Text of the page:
Nearly as transparent is the transmission that works alongside the new engine. Infiniti ditched the old QX50's 7-speed automatic in favor of a continuously variable transmission. Now, stop moaning and groaning about the CVT—it's great in this car.
Making yet another case for Nissan being the king of CVTs, the unit in the QX50 is quick to engage, doesn't hold revs unnecessarily, and does a fine job of simulating an 8-speed automatic in manual mode. On the steeper downhill grades in Malibu, California, where I tested the new car, neither engine nor transmission complained about engine braking. And when flipped into Sport mode, the CVT holds its "gear" without much provocation, helping keep the 2.0-liter turbo in its sweet spot.
The QX50's new powertrain sounds better than the coarse, raspy 3.7-liter V-6, too. The VC-Turbo is smooth and refined, with a buzzy intake note that pleases the ears under hard throttle, and none of the V-6's harshness at high rpm. But it's freakishly quiet under light load and at freeway cruising speeds.
But there's more than the standard Bose active noise cancellation contributing to this hushed character. Infiniti attached what it's calling an Active Torque Rod, a kind of active engine mount, to further reduce noise, vibration, and harshness from the engine. Combined with a new platform, the QX50 has arguably the quietest cabin of any Infiniti product.
That new platform is also more rigid—there's a 23-percent improvement in torsional rigidity over the outgoing QX50. It provides more agile, competent handling. But that improvement is relative. The 2019 QX50 feels more poised and better balanced around bends than its predecessor, but it has a long way to go before reaching Jaguar, BMW, or Alfa Romeo levels of roadholding and behavior.
Instead, the suspension—MacPherson struts in front and a multi-link setup in back—leans toward comfort. Push the QX50 into a corner and the suspension bites casually, before the weight shifts to the outside wheels. There's a lot of roll, but it's linear and predictable, rather than sloppy. This behavior is fine for a family crossover and should satisfy the vast majority of owners. But while the suspension won't win any awards for handling, it does a fantastic job of absorbing bumps and imperfections.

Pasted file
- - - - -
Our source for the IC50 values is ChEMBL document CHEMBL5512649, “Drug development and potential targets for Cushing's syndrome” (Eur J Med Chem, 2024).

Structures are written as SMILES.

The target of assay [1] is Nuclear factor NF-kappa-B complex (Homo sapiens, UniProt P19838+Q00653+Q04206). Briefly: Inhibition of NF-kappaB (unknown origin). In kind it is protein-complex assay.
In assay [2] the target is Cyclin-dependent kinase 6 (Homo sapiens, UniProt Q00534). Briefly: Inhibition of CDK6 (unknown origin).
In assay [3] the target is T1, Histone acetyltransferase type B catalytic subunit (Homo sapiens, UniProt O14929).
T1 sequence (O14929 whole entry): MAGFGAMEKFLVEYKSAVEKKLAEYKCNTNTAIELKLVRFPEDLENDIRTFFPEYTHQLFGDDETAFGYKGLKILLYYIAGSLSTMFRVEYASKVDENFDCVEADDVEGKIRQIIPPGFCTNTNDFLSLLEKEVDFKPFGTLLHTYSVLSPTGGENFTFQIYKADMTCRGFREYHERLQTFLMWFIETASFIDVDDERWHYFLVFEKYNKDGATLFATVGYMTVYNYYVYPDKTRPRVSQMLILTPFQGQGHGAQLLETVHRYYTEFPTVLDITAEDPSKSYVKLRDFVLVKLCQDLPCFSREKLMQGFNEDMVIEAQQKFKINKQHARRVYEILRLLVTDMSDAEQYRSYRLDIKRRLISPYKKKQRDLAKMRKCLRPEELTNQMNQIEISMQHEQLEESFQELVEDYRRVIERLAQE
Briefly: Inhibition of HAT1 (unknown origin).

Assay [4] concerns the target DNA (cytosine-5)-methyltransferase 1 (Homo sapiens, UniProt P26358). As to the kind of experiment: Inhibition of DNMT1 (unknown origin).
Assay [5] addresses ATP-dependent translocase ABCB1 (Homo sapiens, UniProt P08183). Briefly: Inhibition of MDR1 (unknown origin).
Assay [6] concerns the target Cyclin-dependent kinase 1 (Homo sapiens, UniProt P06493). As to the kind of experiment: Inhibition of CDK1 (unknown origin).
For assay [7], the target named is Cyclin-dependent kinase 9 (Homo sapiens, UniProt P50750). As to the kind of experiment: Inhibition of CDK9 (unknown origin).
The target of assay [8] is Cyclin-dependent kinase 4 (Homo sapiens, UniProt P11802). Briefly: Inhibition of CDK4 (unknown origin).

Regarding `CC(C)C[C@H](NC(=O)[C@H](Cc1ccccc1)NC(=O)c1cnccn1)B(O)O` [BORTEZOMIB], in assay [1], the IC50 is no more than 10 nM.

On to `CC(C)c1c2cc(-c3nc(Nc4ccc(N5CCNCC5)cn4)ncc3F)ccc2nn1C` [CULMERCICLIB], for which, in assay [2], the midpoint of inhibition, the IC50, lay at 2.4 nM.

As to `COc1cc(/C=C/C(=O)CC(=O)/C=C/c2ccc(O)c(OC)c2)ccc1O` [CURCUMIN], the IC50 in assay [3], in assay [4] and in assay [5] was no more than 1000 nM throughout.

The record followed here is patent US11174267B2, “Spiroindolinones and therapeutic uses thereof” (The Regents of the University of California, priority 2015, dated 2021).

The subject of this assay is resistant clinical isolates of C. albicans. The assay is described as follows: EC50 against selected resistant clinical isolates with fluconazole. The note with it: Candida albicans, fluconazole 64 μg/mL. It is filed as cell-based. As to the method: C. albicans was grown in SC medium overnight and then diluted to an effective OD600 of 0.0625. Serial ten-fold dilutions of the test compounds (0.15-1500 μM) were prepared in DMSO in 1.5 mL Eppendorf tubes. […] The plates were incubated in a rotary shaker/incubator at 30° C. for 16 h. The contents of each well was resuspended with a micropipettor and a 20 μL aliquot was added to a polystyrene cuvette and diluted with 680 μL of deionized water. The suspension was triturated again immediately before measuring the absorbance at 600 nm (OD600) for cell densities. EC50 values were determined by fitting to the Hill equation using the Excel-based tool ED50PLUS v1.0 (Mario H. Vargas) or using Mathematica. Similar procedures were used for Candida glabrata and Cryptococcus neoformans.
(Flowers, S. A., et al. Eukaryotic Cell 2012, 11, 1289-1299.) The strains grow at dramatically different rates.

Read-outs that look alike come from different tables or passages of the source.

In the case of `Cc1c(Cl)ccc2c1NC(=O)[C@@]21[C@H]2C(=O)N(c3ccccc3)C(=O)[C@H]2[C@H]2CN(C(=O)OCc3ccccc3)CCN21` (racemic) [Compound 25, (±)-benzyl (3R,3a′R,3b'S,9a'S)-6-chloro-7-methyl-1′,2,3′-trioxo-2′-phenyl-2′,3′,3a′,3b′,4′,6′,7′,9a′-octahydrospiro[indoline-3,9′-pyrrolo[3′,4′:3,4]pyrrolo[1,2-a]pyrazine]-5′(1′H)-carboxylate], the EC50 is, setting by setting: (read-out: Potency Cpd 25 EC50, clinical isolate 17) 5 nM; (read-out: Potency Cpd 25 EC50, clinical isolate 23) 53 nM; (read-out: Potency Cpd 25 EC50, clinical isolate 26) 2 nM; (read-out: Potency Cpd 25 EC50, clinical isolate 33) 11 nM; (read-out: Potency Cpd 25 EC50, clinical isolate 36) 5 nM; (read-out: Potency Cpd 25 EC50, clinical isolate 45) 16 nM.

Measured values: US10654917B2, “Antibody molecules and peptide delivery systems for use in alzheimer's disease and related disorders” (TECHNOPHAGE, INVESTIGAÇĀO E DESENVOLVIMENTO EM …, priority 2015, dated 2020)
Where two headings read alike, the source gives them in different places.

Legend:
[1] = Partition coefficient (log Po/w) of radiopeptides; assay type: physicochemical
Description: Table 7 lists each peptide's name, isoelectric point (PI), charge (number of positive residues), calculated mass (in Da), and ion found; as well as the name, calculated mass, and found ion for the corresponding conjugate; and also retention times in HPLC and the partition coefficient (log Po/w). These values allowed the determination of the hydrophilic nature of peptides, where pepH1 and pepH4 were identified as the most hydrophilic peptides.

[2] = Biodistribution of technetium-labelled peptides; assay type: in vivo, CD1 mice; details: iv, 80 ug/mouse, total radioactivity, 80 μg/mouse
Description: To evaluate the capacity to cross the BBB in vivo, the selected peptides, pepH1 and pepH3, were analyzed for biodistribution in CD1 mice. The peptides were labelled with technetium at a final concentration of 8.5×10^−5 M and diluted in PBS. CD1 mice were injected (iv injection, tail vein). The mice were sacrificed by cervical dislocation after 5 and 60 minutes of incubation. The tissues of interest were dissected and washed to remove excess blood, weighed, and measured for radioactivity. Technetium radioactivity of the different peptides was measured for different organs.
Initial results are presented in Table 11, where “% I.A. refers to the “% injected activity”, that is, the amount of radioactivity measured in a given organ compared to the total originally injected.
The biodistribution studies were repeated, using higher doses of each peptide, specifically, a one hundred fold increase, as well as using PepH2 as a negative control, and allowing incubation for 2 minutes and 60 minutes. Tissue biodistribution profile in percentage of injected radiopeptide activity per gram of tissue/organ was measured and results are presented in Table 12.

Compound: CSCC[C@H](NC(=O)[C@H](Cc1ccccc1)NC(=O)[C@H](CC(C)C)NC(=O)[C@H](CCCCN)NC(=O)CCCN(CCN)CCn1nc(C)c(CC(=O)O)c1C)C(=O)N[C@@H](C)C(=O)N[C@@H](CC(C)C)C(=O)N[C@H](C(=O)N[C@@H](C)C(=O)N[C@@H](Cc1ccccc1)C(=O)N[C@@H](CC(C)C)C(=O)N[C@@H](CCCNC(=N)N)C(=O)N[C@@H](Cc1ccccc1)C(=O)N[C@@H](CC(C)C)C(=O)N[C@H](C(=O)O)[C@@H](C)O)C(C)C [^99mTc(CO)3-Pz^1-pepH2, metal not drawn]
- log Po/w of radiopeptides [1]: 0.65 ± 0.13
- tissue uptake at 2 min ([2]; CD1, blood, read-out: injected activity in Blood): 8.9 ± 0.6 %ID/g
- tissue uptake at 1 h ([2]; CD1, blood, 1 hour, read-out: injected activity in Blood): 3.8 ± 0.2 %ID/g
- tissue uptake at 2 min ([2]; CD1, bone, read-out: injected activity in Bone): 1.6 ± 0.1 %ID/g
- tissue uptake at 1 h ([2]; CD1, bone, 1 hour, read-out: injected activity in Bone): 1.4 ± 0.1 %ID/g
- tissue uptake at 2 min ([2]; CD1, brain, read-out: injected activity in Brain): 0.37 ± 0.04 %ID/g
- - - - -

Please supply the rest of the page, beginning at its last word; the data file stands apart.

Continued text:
The new QX50's cabin is one of the best in a crowded class, although there's a catch. The only vehicles available at the launch program wore the top-of-the-line Essential trim level. Of the two vehicles I drove, the first replaced the trim's standard leather seats with the Sensory Package's semi-aniline hides, while the second featured beautiful quilted stitching from the Autograph Package—both vehicles wore high-end open-pore wood and suede accents. All told, these two vehicles featured $7,500 and $9,500 in extras, respectively. That's in addition to the $6,800 jump from the base QX50 to the range-topping Essential. In other words, the pictures attached to this review are not what most QX50s will look like.
But goodness, I wish they did. Interior styling, particularly on high-end trims, has been Infiniti's strong suit over the past several years, and those talents are on full display with the high-end QX50 trims. The leather looks and feels fantastic, and with the Autograph Package's coarse diamond-stitched pattern, it's easy to forget this is a $50,000-ish compact crossover. Likewise, the wood trim looks far more expensive than the price tag would indicate, and the blue suede is just quirky enough.